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Chinese hydrogen to help Japan reach its greenhouse gas emissions goals

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Japan’s Green Growth Strategy commits the country to achieve net-zero greenhouse gas emissions by 2050, and hydrogen produced from renewable energy can help with this transition.

A group of Harvard University, Shandong University, China University of Petroleum Beijing, and Huazhong University of Science and Technology researchers investigated the feasibility of creating hydrogen by electrolysis utilizing power provided by offshore wind in China.

“This research helps build the case that Japan can not only meet the formidable challenge of transitioning to net-zero emissions, but it can also be cost-competitive,” says lead author Shaojie Song, Research Associate at Harvard University’s John A. Paulson School of Engineering and Applied Sciences’ Harvard-China Project on Energy, Economy, and Environment. “Our research indicates that hydrogen produced in China might be delivered at a volume and cost comparable with Japan’s future estimates.”

The team looked at the possibilities for a green hydrogen supply chain to Japan that would be delivered hourly from every Chinese coastline province, taking into account various wind investment levels, electrolysis technology, and transportation mechanisms. The hydrogen created might be supplied to Japan in two forms: liquid hydrogen bound to a chemical carrier like toluene, or as a component of ammonia.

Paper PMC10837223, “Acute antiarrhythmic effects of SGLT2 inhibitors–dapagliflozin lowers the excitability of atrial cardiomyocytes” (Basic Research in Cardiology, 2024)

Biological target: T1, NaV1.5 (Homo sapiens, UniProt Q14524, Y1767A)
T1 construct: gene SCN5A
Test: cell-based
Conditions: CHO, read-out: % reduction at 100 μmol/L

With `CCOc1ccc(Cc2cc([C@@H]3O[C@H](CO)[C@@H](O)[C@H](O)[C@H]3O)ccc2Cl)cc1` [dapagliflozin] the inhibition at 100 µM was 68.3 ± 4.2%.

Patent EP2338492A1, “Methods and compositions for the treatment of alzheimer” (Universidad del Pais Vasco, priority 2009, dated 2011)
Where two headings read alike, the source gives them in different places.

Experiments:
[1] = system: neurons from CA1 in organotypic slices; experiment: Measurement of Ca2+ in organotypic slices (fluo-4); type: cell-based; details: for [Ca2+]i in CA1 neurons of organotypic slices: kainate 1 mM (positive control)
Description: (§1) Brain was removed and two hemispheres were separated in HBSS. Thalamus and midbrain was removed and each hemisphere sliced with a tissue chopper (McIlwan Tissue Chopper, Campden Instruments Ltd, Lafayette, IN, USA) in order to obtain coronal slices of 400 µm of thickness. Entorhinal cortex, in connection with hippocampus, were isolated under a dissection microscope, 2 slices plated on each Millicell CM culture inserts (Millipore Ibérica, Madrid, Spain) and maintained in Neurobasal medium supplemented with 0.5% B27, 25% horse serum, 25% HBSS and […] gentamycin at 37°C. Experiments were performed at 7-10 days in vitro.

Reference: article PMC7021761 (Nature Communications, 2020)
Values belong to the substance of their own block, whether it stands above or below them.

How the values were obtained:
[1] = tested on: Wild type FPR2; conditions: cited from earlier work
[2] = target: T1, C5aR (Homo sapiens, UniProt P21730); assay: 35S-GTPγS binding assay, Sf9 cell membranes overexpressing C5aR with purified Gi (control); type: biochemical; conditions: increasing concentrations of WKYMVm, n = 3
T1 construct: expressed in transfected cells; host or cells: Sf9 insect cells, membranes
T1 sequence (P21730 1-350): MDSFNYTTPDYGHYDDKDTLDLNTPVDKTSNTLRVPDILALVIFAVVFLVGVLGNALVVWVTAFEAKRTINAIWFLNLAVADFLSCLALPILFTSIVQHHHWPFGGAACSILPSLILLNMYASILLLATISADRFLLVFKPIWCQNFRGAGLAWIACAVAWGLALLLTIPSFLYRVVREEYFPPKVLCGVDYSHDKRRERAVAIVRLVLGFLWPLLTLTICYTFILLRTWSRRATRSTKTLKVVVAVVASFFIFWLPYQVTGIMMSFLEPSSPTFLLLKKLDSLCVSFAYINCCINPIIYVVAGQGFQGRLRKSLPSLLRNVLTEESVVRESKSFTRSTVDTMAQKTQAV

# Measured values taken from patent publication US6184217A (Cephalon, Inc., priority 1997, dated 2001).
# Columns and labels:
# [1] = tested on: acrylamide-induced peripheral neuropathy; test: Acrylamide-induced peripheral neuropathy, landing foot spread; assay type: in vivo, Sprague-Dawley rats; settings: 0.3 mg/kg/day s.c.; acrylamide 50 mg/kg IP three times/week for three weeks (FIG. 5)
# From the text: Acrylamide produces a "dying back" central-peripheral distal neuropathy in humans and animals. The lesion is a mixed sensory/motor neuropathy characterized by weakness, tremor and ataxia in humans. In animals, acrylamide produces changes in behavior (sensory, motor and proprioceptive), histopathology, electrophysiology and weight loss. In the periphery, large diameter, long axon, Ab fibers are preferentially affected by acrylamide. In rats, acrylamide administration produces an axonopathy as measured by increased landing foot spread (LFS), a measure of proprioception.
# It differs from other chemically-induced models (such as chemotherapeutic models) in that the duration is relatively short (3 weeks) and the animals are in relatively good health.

According to the experts, offshore wind power from China might produce up to 12 petawatt-hours of electricity every year. They calculated the costs of offshore wind, chemical conversion processes, and storage, transportation, and delivery systems. Even if offshore wind expansion follows a high-cost scenario, the study discovered that Chinese sources might supply Japan with cost-competitive hydrogen by 2030.

“Green hydrogen production in China would benefit not only Japan’s net-zero transition, but also both countries’ plans for future carbon neutrality,” says author Michael B. McElroy, the Gilbert Butler Professor of Environmental Studies at Harvard University and the Chair of the Harvard-China Project. “A deeper business link between China and Japan could promote similar cross-fertilization of energy breakthroughs such as fuel cell technologies.” Furthermore, green hydrogen generation from offshore wind in China has the potential to expand to South Korea, which has similarly ambitious aspirations for increased hydrogen use as a fuel and feedstock.”

Arnes Biogradlija
Creative Content Director at EnergyNews.Biz

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